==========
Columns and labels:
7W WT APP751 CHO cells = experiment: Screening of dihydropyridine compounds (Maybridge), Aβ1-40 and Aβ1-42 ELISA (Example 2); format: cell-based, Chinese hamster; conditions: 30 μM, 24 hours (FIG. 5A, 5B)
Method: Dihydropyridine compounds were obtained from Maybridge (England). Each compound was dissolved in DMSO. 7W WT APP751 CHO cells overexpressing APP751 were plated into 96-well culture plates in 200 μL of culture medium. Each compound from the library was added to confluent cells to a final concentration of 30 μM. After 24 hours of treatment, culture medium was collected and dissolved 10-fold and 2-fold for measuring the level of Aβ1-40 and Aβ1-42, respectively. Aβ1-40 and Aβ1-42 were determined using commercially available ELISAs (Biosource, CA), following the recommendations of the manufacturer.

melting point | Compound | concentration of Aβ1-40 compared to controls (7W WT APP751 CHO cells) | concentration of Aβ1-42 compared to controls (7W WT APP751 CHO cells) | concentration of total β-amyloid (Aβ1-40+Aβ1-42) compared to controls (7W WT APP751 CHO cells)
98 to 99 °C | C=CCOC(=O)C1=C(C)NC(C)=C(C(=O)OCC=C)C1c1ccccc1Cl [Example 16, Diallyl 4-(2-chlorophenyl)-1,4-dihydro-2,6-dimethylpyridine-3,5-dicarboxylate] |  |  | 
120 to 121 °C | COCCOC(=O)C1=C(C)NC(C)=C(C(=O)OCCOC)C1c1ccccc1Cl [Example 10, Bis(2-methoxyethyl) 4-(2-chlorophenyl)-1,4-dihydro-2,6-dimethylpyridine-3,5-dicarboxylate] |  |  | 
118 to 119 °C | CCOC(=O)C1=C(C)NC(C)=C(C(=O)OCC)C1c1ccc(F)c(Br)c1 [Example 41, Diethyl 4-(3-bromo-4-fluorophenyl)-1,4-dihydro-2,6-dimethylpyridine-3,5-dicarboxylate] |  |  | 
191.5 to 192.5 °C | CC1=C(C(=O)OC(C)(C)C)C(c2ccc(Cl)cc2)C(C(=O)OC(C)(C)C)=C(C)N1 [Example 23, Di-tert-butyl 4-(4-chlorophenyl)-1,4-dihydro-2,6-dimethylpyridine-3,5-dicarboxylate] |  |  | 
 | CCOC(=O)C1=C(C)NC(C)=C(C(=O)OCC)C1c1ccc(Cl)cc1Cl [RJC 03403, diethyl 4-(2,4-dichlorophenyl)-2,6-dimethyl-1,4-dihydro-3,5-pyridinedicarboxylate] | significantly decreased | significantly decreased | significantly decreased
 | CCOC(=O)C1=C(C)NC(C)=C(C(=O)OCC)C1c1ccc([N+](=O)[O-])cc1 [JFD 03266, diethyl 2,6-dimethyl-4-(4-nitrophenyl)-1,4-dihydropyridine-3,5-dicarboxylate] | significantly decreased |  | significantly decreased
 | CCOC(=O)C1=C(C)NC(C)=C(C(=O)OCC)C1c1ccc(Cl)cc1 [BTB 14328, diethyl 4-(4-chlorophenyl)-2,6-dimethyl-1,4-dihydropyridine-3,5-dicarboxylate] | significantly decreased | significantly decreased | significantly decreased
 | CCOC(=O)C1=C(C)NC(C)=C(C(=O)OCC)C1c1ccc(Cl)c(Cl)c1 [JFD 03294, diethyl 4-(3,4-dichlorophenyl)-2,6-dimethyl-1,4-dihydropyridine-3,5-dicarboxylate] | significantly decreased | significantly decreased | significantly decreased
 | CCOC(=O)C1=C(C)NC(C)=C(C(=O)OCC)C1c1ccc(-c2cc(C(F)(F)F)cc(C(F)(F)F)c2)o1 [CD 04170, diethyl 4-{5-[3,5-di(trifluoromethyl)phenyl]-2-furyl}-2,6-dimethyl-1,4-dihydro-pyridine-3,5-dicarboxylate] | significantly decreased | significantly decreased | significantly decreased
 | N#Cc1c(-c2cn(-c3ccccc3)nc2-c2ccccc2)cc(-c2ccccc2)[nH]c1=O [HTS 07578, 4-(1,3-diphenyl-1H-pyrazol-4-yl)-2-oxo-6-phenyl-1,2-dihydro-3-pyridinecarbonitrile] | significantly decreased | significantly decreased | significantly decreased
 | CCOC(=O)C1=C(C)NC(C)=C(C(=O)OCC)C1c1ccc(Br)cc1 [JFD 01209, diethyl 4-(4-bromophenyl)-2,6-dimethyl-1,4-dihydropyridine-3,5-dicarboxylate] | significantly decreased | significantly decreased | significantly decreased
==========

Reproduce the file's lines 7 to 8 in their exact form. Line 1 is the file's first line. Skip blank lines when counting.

118 to 119 °C | CCOC(=O)C1=C(C)NC(C)=C(C(=O)OCC)C1c1ccc(F)c(Br)c1 [Example 41, Diethyl 4-(3-bromo-4-fluorophenyl)-1,4-dihydro-2,6-dimethylpyridine-3,5-dicarboxylate] |  |  | 
191.5 to 192.5 °C | CC1=C(C(=O)OC(C)(C)C)C(c2ccc(Cl)cc2)C(C(=O)OC(C)(C)C)=C(C)N1 [Example 23, Di-tert-butyl 4-(4-chlorophenyl)-1,4-dihydro-2,6-dimethylpyridine-3,5-dicarboxylate] |  |  | 